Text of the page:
- Fieldwork involves approximately 3 hours of outdoor research conducting vegetation surveys in grassland and bush. At both sites access paths exist, but the survey work will have to be done off-track. Fairly minimal walking is required (< 1km) but the ground is uneven and could be slippery. Please discuss any accessibility issues with the course coordinator James Brock (email@example.com); we are able to adjust for student needs.
- Students must bring their snacks and adequate water (at least one litre). There is a small cafe at Takaparawhau (Bastion Point), and a bakery opposite the Pourewa (Kepa Bush) site.
- You will also need to bring appropriate clothing (sunhat, raincoat, warm layers) and comfortable covered footwear (laced shoes e.g. trainers, boots, or gum boots. NO jandals or sandals) that you don't mind getting wet or dirty. Some gear can be borrowed from the department (e.g. raincoats and gumboots) and accompanying persons and service/guide dogs may be able to attend – please contact course coordinator James Brock (firstname.lastname@example.org) for more information about these or to discuss other access requirements.
- Toilets are only available at Takaparawhau (Bastion Point); Pourewa (Kepa Bush) has no facilities on site (the nearest facilities are in a shopping mall several hundred metres away in the Eastridge Shopping Mall). There are no gender neutral toilets available.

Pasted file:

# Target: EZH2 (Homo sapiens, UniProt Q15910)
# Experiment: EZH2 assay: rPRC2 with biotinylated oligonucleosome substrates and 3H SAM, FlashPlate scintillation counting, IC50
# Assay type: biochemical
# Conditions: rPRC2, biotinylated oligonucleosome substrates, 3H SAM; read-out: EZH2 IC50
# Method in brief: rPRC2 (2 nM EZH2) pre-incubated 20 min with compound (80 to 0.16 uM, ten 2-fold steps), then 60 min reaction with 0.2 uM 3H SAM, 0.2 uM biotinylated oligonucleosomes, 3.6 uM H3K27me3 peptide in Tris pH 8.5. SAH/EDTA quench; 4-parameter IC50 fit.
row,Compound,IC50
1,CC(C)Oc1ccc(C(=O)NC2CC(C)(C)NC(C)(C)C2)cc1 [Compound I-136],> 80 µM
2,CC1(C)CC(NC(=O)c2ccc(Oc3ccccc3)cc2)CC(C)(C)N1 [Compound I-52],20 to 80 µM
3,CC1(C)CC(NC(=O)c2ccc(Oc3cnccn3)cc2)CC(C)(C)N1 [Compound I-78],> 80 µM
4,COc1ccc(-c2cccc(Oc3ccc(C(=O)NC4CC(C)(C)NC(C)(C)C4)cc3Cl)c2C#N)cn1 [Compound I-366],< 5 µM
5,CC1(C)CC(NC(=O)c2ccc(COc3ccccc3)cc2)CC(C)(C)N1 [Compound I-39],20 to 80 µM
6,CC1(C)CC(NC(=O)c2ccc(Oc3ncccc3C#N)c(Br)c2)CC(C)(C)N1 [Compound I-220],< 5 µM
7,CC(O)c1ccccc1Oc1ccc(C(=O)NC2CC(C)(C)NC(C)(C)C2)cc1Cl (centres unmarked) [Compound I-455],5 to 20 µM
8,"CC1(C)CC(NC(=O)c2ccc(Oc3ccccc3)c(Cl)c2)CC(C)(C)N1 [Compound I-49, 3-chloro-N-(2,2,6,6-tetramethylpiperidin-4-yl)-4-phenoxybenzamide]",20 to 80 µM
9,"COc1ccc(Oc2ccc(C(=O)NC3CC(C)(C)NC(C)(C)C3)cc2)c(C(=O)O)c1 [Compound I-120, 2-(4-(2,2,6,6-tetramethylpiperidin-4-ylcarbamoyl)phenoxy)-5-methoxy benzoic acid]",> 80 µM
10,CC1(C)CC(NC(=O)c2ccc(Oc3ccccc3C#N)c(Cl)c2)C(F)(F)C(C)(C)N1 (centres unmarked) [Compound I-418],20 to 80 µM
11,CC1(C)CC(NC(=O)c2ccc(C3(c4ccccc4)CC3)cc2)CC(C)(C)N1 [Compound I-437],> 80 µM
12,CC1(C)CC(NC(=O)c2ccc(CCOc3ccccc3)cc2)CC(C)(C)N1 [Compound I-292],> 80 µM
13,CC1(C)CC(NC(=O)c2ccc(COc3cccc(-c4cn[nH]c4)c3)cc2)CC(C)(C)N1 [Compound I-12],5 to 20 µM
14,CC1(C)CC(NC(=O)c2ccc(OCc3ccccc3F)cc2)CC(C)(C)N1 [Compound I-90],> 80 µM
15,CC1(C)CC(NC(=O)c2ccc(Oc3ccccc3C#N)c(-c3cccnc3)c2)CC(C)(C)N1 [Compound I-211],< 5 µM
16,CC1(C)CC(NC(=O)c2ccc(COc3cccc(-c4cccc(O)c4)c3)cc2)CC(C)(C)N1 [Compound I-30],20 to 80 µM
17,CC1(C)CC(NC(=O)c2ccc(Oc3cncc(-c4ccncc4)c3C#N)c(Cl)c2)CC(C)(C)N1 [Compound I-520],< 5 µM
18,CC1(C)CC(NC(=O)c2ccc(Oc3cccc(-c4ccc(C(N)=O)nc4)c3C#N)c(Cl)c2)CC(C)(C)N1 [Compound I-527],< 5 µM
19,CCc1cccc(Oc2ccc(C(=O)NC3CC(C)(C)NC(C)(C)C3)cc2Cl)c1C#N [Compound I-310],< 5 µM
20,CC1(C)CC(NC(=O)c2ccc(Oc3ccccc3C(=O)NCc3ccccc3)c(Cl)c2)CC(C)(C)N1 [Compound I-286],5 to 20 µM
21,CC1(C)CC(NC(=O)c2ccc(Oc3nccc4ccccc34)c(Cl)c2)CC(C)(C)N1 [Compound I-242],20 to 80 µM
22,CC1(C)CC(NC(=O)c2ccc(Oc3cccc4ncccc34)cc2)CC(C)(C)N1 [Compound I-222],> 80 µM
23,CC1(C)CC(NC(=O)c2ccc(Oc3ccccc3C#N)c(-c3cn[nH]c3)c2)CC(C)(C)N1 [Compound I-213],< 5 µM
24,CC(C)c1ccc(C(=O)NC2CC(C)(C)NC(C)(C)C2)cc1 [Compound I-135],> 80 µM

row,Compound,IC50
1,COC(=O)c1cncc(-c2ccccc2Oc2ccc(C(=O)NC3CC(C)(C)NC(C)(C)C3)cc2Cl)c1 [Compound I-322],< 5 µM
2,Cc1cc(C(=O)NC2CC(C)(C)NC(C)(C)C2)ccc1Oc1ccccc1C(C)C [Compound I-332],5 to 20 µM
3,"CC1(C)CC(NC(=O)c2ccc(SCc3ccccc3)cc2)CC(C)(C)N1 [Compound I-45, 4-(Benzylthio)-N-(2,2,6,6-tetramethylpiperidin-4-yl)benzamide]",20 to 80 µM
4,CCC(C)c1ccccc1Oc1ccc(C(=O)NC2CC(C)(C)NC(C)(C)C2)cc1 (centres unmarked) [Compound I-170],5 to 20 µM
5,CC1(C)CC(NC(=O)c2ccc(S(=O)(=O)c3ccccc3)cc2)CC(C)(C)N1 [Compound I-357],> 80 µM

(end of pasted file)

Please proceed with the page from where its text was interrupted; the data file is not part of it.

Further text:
Following University workload guidelines, a standard 15 point course represents approximately 150 hours of study.
Over the semester the teaching time will be 3 hours of lectures per week, 3 hours of labs per fortnight and a 3 hour field trip. For the 12 teaching weeks, this totals to 51 hours. Since the course as a whole represents approximately 150 hours of study, that leaves a total of 99 hours across the entire semester for independent study, e.g. reading, reflection, preparing for assessments/exams.
As students must pass the practical (worth 50%) and the theory (worth 50%) independently to pass the course overall, attendance is required at scheduled activities including labs and field trips to complete components of the course.
Lectures will be available as recordings. Other learning activities including labs and field trips will not be available as recordings.
The course will not include live online events.
Attendance on campus is required for the exam.
The activities for the course are scheduled as a standard weekly timetable.